InterStellar BBQ Makes Austin’s Most Creative Barbecue
Located in northwest Austin, this BBQ joint is built on quality ingredients, clean smoke and a commitment to keeping it low and slow
InterStellar BBQ ain’t your typical barbecue joint. Oh sure, it’s got all the usual suspects found at most smokehouses: brisket, ribs, sausage, et al. But there’s a little twist on everything: a dash of unexpected spice here or a surprising ingredient there. Almost every item offers a fresh interpretation of Texas’ most traditional cuisine, which is what sets it apart from the bounty of other excellent barbecue in town. And what earned it a top spot on last year’s coveted “Texas Monthly” barbecue rankings.
As its name implies, InterStellar offers something slightly alien. And being different is the trademark of chef/owner John Bates, who’s been stirring up the Austin food scene for over a decade. Bates honed his culinary chops working in top Austin kitchens like Wink and Asti, then struck out on his own in 2010 when he opened Noble Pig, offering a small but superb menu of creative pork-centric sandwiches.
Housed in a generic strip center on the unfashionable outskirts of northwest Austin, Noble Pig wasn’t much to look at and barely held 20 people, but Austin foodies took notice and happily made the pilgrimage up to Bates’ tiny shop, frequently lining up out the door. It even garnered the attention of Food Network and was featured on Guy Fieri’s wildly popular, “Diners, Drive-Ins and Dives.”
Bates rebranded his restaurant as Noble Sandwich and, a few years later, opened an outpost in Central Austin, expanding the menu to include an extended offering of sandwiches, sides, salads, soups and brunch items. But in 2019, he shuttered both restaurants to make way for InterStellar BBQ.
Located just down the road from Bates’ original Noble Pig and in a similarly unfashionable strip center, InterStellar has attracted barbecue devotees from the get-go. But it was last year’s spotlight that launched InterStellar into the stratosphere, when it made the cut on “Texas Monthly’s” heralded barbecue rankings. Not only did InterStellar make the list, it secured the #2 spot, just below Goldee’s of Fort Worth and outranking local barbecue darlings Franklin and Leroy and Lewis. Since then, the crowds have only gotten bigger and the lines longer. If you arrive at opening time, expect a crowd already queued up at the door.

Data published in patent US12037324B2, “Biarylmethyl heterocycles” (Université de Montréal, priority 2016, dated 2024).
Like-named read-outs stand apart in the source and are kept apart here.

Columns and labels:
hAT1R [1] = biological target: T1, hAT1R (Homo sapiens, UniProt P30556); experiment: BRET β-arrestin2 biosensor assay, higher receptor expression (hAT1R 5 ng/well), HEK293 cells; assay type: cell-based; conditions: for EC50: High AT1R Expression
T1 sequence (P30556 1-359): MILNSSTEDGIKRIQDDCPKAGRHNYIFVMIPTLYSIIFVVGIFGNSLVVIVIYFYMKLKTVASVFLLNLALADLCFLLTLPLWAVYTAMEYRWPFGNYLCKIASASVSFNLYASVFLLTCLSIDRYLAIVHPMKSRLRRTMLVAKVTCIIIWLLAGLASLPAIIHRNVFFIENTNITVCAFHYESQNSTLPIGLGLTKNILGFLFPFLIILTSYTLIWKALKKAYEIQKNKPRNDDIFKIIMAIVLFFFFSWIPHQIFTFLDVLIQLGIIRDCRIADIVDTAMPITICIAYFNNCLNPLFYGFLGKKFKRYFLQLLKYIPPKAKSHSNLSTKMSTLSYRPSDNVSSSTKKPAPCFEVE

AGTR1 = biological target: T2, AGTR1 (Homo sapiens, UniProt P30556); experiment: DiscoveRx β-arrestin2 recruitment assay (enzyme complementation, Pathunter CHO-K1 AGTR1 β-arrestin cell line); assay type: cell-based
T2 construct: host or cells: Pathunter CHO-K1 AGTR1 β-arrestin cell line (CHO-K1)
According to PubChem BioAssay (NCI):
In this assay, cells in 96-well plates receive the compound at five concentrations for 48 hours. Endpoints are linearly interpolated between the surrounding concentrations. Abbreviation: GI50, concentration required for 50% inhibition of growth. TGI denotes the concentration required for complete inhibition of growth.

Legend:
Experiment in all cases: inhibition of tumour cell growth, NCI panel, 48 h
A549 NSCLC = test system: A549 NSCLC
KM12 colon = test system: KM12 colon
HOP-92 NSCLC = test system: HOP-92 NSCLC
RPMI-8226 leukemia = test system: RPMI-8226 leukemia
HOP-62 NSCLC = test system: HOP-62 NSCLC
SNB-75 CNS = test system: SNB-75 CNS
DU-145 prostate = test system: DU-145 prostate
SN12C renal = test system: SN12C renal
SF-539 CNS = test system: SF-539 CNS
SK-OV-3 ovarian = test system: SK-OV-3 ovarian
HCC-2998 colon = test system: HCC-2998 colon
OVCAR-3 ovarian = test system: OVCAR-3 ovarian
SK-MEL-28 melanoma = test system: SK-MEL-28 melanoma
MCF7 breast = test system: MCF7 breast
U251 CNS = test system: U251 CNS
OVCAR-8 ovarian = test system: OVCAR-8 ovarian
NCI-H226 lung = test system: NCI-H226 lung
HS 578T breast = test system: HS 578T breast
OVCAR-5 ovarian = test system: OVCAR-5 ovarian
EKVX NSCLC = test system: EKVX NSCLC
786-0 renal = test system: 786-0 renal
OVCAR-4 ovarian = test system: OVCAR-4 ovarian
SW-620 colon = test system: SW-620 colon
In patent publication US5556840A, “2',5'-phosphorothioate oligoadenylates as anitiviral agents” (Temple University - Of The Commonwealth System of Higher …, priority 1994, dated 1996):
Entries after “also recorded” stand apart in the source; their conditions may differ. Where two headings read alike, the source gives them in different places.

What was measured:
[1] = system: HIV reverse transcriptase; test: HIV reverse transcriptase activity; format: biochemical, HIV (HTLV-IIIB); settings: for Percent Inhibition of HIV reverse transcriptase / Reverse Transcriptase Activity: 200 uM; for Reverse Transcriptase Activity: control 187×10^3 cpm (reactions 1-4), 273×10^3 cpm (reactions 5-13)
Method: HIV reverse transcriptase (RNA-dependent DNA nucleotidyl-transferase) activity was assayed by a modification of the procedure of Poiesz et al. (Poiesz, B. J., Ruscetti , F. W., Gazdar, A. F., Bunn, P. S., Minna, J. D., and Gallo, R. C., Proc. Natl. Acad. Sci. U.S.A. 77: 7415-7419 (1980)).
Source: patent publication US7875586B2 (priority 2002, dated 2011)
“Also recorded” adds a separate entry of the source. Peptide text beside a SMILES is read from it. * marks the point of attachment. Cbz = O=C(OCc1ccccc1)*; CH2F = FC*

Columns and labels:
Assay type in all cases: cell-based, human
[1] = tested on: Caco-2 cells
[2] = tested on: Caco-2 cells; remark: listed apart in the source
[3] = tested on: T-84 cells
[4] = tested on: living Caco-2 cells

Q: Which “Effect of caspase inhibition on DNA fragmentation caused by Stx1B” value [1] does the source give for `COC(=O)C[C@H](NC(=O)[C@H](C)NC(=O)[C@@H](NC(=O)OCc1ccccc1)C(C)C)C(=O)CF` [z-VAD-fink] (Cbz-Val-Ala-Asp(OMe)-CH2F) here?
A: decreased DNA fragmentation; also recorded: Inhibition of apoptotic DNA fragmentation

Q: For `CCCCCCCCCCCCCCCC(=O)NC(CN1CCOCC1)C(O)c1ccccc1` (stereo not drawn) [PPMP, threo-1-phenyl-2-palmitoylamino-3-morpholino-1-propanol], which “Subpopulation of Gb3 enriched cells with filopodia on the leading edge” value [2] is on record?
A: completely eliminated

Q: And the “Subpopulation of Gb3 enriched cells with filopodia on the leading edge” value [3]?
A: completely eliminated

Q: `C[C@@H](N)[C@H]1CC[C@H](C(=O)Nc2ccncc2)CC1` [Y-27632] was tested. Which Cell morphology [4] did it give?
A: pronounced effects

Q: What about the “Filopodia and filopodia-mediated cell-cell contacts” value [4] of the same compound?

And what these hungry folks are waiting for is some of Austin’s most creative barbecue. One of InterStellar’s signature items is pork belly shellacked with a peach tea glaze. After a second turn in the smoker, the glaze caramelizes into a sweet and smoky lacquer atop thick cubes of pork that are strangely addictive. The Tipsy Turkey Breast is another favorite, marinated in a bucket of local German-style beer then smoked until tender and juicy. It’s so flavorful that it needs no sauce or accompaniments.
The rotating selection of sausage mostly consists of a 50/50 mix of ground pork shoulder and brisket. The Jalapeno Popper is one of the most popular choices, stuffed with jalapeno, ground bacon and gooey nuggets of melted cheddar. There’s a Banger sausage spiced with paprika, garlic and black pepper and a Texano link with Mexican oregano, cumin, charred serranos and Oaxaca cheese. For purists, there’s a classic beef Kielbasa.
Bates uses a slightly sweet dry rub on his St. Louis pork ribs, and his heritage Duroc pulled pork shoulder is moist and unctuous. Brisket is traditionally prepared, simply seasoned with salt, pepper and garlic and smoked over post oak. There are always daily specials, and this year, many have featured lamb, such as shanks with gremolata and red wine BBQ sauce, rack of lamb with espresso BBQ sauce, lamb shoulder with chimichurri and lamb sausage studded with sun-dried tomato and feta cheese. On one visit, I enjoyed a shredded lamb taco topped with salsa verde, cilantro, onion and cotija cheese, tucked into a handmade flour tortilla. Specials also showcase Bates’ love affair with global flavors and might include Curry Barbecued Pork Chops, Coconut Rum Chicken Legs, Smoked Oxtail Stew or tangy Red Pepper Chicken.
Side dishes are given star treatment at InterStellar. Instead of old school potato salad, there’s luxurious Smoked Scalloped Potatoes, thinly sliced spuds baked in layers of cream and butter, then topped with a caramelized parmesan crust. It’s practically a meal in itself. The spicy jalapeno slaw is freshly tossed and crunchy — a far cry from those insipid slaws found at so many barbecue joints. And the beans are both savory and sweet, and best of all, free of charge (you read that right). Pro tip: take home a tub of InterStellar’s delicious homemade pimento cheese to enjoy at home later.
Since I reviewed Chef Bates’ first restaurant almost a decade ago, his culinary skills have matured and grown. And so has Austin. And InterStellar is a tasty reflection of both Bates’ and the city’s impressive evolution. With InterStellar, Bates has shown that Austin barbecue doesn’t have to be the same old thing. Instead, it can be as creative and diverse and yes, perhaps a little weird, as the city itself.